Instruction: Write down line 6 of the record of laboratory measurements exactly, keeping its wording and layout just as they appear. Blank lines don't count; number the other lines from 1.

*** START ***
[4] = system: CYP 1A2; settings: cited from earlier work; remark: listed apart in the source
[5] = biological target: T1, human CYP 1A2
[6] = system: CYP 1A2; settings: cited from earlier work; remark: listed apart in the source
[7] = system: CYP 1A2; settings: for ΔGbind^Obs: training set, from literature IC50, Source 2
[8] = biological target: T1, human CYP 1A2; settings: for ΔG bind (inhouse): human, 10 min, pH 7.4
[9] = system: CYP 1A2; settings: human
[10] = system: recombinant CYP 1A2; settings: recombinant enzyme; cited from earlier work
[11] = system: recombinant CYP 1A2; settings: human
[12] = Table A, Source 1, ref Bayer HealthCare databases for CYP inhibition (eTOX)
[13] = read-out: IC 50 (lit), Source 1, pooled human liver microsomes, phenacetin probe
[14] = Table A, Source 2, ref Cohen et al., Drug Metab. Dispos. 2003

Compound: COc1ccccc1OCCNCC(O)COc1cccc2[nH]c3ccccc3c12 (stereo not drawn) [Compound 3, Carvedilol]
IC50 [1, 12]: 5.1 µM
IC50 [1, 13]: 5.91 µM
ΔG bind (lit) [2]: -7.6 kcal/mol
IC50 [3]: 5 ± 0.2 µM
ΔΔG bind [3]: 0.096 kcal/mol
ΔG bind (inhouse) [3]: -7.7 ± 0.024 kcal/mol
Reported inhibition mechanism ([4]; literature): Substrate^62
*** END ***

[9] = system: CYP 1A2; settings: human